Amy Adams has been nominated for an Oscar five times, four of them for her work as a supporting actress. In a tribute to Adams on Saturday night at the Telluride Film Festival in Colorado, before the first North American screening of Denis Villeneuve’s science fiction thriller “Arrival,” the actress explained why she has so often opted for distinctive, smaller parts.
“I love being a supporting actress,” Adams said, in a conversation that followed a showing of clips of her work in movies like “Junebug,” “Doubt” and “The Fighter.” “In my experience, the lead role has the burden of plot. I’m not looking at the size of the role. I’m looking at, ‘Will I get a chance to grow?’ ”
But in “Arrival,” which Paramount Pictures will release Nov. 11, Adams is decidedly the lead, as a linguist reluctantly drawn into a government attempt to communicate with aliens that have landed on Earth. A brainy, “Close Encounters Of the Third Kind”-esque drama adapted by Eric Heisserer from the Ted Chiang story “Story of Your Life,” “Arrival” places actors Jeremy Renner and Forest Whitaker in the supporting position to Adams’ heroine, Louise Banks, whose job it is to decipher the aliens’ complex language and determine their reason for coming.
Competent and brave, Louise is weighed down by a personal sadness that is slowly explained over the course of the film.
“I felt like I knew her,” Adams said of Louise. “She was everywoman. She was me, and I don’t often see myself in my characters.”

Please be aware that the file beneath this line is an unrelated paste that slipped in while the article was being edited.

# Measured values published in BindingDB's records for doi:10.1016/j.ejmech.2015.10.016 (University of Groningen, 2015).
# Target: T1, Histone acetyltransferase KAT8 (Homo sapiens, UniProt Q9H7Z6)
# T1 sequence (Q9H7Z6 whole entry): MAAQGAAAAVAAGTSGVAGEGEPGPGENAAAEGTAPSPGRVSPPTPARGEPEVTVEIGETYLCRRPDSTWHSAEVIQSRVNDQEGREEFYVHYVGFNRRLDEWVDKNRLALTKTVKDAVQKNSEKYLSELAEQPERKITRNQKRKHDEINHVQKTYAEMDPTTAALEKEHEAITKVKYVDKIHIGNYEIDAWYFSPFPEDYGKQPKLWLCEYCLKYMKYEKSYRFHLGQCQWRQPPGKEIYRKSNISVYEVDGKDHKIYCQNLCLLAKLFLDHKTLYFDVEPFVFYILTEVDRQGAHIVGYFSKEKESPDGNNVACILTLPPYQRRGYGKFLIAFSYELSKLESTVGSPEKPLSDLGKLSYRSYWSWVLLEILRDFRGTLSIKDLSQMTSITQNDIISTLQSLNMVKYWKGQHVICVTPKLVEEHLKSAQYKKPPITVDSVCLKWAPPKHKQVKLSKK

In the pre-screening conversation conducted by Vanity Fair’s Krista Smith, Adams, 42, reflected on how she had changed since first capturing critics’ attention as a joyfully naive pregnant woman in 2005’s “Junebug.”
“I’m a harsh critic of myself,” Adams said. “I see when I stopped needing to be perfect. I stopped carrying the weight of criticism. I really was so tired of giving a [expletive] cause I just gave so many all the time.”
Adams noted that it was during the making of Spike Jonze’s 2013 science fiction romance “Her” that she shed much of her self consciousness.
One habit she said she has retained, however, is over-preparing for roles, and occasionally bringing home accents and quirks adopted for a part.
“It’s confusing when you invest in your work and you talk in a Boston accent and your husband says, ‘You have to stop doing that. You sound like one of my ex-girlfriends,’ ” Adams said.
The actress, who starred in the musicals “Enchanted” and “The Muppets,” said her dream role would be to play the character Elphaba in a movie version of “Wicked.”
Asked if she would ever consider having a social media profile on Twitter or Instagram, Adams answered, “Hashtag Bad Idea.”
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